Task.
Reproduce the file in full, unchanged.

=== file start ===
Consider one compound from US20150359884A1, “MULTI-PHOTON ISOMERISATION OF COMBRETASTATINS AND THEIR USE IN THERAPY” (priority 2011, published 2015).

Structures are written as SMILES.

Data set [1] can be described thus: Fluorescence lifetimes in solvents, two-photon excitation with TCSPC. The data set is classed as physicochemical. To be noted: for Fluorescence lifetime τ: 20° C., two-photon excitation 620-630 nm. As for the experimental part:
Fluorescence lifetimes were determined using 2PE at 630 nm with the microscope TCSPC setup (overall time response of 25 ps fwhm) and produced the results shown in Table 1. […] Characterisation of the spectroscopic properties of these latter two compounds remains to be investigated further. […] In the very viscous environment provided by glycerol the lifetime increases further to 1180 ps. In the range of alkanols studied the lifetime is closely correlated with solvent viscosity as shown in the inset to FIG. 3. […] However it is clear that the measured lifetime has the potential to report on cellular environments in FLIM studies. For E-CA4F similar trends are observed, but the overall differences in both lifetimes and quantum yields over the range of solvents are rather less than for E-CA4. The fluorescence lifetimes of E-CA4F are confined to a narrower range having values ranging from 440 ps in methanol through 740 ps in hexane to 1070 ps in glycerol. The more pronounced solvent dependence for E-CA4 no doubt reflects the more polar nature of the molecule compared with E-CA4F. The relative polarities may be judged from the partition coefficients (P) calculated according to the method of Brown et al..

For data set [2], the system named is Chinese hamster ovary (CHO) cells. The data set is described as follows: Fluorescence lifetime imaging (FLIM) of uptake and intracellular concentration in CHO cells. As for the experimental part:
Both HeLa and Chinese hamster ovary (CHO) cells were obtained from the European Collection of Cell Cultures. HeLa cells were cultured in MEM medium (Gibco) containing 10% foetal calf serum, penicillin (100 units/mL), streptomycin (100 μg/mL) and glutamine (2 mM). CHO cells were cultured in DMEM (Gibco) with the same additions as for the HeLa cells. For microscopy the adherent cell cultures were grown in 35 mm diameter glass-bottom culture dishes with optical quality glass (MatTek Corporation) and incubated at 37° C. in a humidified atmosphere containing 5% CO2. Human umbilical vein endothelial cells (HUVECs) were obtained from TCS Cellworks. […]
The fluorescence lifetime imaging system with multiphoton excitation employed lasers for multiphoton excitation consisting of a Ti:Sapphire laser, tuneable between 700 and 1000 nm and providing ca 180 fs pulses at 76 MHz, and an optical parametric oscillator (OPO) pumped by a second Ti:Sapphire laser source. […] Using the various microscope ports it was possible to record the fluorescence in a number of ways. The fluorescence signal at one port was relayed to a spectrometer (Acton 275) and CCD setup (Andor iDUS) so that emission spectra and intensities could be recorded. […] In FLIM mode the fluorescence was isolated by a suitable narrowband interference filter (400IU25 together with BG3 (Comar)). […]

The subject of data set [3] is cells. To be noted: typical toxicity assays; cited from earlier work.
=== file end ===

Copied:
Consider one compound from US20150359884A1, “MULTI-PHOTON ISOMERISATION OF COMBRETASTATINS AND THEIR USE IN THERAPY” (priority 2011, published 2015).

Structures are written as SMILES.

Data set [1] can be described thus: Fluorescence lifetimes in solvents, two-photon excitation with TCSPC. The data set is classed as physicochemical. To be noted: for Fluorescence lifetime τ: 20° C., two-photon excitation 620-630 nm. As for the experimental part:
Fluorescence lifetimes were determined using 2PE at 630 nm with the microscope TCSPC setup (overall time response of 25 ps fwhm) and produced the results shown in Table 1. […] Characterisation of the spectroscopic properties of these latter two compounds remains to be investigated further. […] In the very viscous environment provided by glycerol the lifetime increases further to 1180 ps. In the range of alkanols studied the lifetime is closely correlated with solvent viscosity as shown in the inset to FIG. 3. […] However it is clear that the measured lifetime has the potential to report on cellular environments in FLIM studies. For E-CA4F similar trends are observed, but the overall differences in both lifetimes and quantum yields over the range of solvents are rather less than for E-CA4. The fluorescence lifetimes of E-CA4F are confined to a narrower range having values ranging from 440 ps in methanol through 740 ps in hexane to 1070 ps in glycerol. The more pronounced solvent dependence for E-CA4 no doubt reflects the more polar nature of the molecule compared with E-CA4F. The relative polarities may be judged from the partition coefficients (P) calculated according to the method of Brown et al..

For data set [2], the system named is Chinese hamster ovary (CHO) cells. The data set is described as follows: Fluorescence lifetime imaging (FLIM) of uptake and intracellular concentration in CHO cells. As for the experimental part:
Both HeLa and Chinese hamster ovary (CHO) cells were obtained from the European Collection of Cell Cultures. HeLa cells were cultured in MEM medium (Gibco) containing 10% foetal calf serum, penicillin (100 units/mL), streptomycin (100 μg/mL) and glutamine (2 mM). CHO cells were cultured in DMEM (Gibco) with the same additions as for the HeLa cells. For microscopy the adherent cell cultures were grown in 35 mm diameter glass-bottom culture dishes with optical quality glass (MatTek Corporation) and incubated at 37° C. in a humidified atmosphere containing 5% CO2. Human umbilical vein endothelial cells (HUVECs) were obtained from TCS Cellworks. […]
The fluorescence lifetime imaging system with multiphoton excitation employed lasers for multiphoton excitation consisting of a Ti:Sapphire laser, tuneable between 700 and 1000 nm and providing ca 180 fs pulses at 76 MHz, and an optical parametric oscillator (OPO) pumped by a second Ti:Sapphire laser source. […] Using the various microscope ports it was possible to record the fluorescence in a number of ways. The fluorescence signal at one port was relayed to a spectrometer (Acton 275) and CCD setup (Andor iDUS) so that emission spectra and intensities could be recorded. […] In FLIM mode the fluorescence was isolated by a suitable narrowband interference filter (400IU25 together with BG3 (Comar)). […]

The subject of data set [3] is cells. To be noted: typical toxicity assays; cited from earlier work.